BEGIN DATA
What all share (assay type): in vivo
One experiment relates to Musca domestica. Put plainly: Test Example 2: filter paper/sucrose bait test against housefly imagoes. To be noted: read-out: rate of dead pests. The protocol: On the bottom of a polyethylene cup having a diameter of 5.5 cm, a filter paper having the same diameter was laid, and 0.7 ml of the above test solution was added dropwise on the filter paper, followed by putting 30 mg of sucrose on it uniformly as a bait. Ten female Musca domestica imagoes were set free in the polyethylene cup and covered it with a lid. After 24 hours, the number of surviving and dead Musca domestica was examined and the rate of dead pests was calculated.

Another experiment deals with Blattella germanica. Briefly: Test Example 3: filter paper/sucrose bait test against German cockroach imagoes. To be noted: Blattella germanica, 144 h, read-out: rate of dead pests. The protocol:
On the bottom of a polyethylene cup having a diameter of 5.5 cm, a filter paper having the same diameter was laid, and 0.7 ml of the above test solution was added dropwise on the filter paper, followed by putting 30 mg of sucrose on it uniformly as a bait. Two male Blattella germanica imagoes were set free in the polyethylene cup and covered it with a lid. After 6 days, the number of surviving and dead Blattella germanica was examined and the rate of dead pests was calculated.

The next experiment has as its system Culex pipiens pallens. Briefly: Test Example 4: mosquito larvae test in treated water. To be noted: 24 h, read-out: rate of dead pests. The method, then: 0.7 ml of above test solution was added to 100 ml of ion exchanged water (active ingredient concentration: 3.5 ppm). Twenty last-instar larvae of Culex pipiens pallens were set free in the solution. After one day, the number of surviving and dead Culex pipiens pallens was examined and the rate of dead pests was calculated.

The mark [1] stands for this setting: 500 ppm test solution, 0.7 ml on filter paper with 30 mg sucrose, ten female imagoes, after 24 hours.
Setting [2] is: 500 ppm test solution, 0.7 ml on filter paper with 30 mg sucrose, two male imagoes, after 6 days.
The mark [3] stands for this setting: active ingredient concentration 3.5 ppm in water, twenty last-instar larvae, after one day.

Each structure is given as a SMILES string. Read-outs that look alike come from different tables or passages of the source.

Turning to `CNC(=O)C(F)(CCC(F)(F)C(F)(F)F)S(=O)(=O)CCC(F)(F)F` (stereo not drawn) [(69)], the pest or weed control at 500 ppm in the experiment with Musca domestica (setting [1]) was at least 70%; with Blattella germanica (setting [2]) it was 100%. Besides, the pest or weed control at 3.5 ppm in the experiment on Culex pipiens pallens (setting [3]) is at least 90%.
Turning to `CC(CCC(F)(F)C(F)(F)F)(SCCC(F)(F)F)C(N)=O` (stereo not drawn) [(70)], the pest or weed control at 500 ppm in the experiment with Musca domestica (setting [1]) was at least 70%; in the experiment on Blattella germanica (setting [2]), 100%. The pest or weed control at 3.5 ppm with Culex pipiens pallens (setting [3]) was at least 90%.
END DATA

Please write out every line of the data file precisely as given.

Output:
What all share (assay type): in vivo
One experiment relates to Musca domestica. Put plainly: Test Example 2: filter paper/sucrose bait test against housefly imagoes. To be noted: read-out: rate of dead pests. The protocol: On the bottom of a polyethylene cup having a diameter of 5.5 cm, a filter paper having the same diameter was laid, and 0.7 ml of the above test solution was added dropwise on the filter paper, followed by putting 30 mg of sucrose on it uniformly as a bait. Ten female Musca domestica imagoes were set free in the polyethylene cup and covered it with a lid. After 24 hours, the number of surviving and dead Musca domestica was examined and the rate of dead pests was calculated.

Another experiment deals with Blattella germanica. Briefly: Test Example 3: filter paper/sucrose bait test against German cockroach imagoes. To be noted: Blattella germanica, 144 h, read-out: rate of dead pests. The protocol:
On the bottom of a polyethylene cup having a diameter of 5.5 cm, a filter paper having the same diameter was laid, and 0.7 ml of the above test solution was added dropwise on the filter paper, followed by putting 30 mg of sucrose on it uniformly as a bait. Two male Blattella germanica imagoes were set free in the polyethylene cup and covered it with a lid. After 6 days, the number of surviving and dead Blattella germanica was examined and the rate of dead pests was calculated.

The next experiment has as its system Culex pipiens pallens. Briefly: Test Example 4: mosquito larvae test in treated water. To be noted: 24 h, read-out: rate of dead pests. The method, then: 0.7 ml of above test solution was added to 100 ml of ion exchanged water (active ingredient concentration: 3.5 ppm). Twenty last-instar larvae of Culex pipiens pallens were set free in the solution. After one day, the number of surviving and dead Culex pipiens pallens was examined and the rate of dead pests was calculated.

The mark [1] stands for this setting: 500 ppm test solution, 0.7 ml on filter paper with 30 mg sucrose, ten female imagoes, after 24 hours.
Setting [2] is: 500 ppm test solution, 0.7 ml on filter paper with 30 mg sucrose, two male imagoes, after 6 days.
The mark [3] stands for this setting: active ingredient concentration 3.5 ppm in water, twenty last-instar larvae, after one day.

Each structure is given as a SMILES string. Read-outs that look alike come from different tables or passages of the source.

Turning to `CNC(=O)C(F)(CCC(F)(F)C(F)(F)F)S(=O)(=O)CCC(F)(F)F` (stereo not drawn) [(69)], the pest or weed control at 500 ppm in the experiment with Musca domestica (setting [1]) was at least 70%; with Blattella germanica (setting [2]) it was 100%. Besides, the pest or weed control at 3.5 ppm in the experiment on Culex pipiens pallens (setting [3]) is at least 90%.
Turning to `CC(CCC(F)(F)C(F)(F)F)(SCCC(F)(F)F)C(N)=O` (stereo not drawn) [(70)], the pest or weed control at 500 ppm in the experiment with Musca domestica (setting [1]) was at least 70%; in the experiment on Blattella germanica (setting [2]), 100%. The pest or weed control at 3.5 ppm with Culex pipiens pallens (setting [3]) was at least 90%.